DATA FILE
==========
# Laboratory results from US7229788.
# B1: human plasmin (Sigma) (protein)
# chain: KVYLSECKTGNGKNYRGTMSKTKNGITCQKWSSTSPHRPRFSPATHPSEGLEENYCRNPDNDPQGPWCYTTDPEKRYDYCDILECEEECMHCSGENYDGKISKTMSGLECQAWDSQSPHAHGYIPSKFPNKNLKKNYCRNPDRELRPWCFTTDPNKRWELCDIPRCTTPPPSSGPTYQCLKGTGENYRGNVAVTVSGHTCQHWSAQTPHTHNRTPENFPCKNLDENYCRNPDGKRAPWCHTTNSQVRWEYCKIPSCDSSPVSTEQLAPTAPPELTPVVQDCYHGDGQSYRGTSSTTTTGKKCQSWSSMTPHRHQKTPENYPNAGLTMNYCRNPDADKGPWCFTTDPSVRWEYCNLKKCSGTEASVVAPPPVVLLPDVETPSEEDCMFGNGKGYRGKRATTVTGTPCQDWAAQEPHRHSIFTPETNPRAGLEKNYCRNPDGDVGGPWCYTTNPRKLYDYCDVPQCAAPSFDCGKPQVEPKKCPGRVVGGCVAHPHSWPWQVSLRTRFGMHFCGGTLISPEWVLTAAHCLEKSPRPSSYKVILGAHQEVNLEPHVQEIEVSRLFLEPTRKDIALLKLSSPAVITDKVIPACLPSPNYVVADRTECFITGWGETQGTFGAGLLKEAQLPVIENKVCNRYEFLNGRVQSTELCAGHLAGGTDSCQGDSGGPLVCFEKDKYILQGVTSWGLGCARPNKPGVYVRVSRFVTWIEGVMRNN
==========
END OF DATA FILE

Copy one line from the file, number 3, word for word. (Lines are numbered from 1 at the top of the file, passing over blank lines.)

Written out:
# chain: KVYLSECKTGNGKNYRGTMSKTKNGITCQKWSSTSPHRPRFSPATHPSEGLEENYCRNPDNDPQGPWCYTTDPEKRYDYCDILECEEECMHCSGENYDGKISKTMSGLECQAWDSQSPHAHGYIPSKFPNKNLKKNYCRNPDRELRPWCFTTDPNKRWELCDIPRCTTPPPSSGPTYQCLKGTGENYRGNVAVTVSGHTCQHWSAQTPHTHNRTPENFPCKNLDENYCRNPDGKRAPWCHTTNSQVRWEYCKIPSCDSSPVSTEQLAPTAPPELTPVVQDCYHGDGQSYRGTSSTTTTGKKCQSWSSMTPHRHQKTPENYPNAGLTMNYCRNPDADKGPWCFTTDPSVRWEYCNLKKCSGTEASVVAPPPVVLLPDVETPSEEDCMFGNGKGYRGKRATTVTGTPCQDWAAQEPHRHSIFTPETNPRAGLEKNYCRNPDGDVGGPWCYTTNPRKLYDYCDVPQCAAPSFDCGKPQVEPKKCPGRVVGGCVAHPHSWPWQVSLRTRFGMHFCGGTLISPEWVLTAAHCLEKSPRPSSYKVILGAHQEVNLEPHVQEIEVSRLFLEPTRKDIALLKLSSPAVITDKVIPACLPSPNYVVADRTECFITGWGETQGTFGAGLLKEAQLPVIENKVCNRYEFLNGRVQSTELCAGHLAGGTDSCQGDSGGPLVCFEKDKYILQGVTSWGLGCARPNKPGVYVRVSRFVTWIEGVMRNN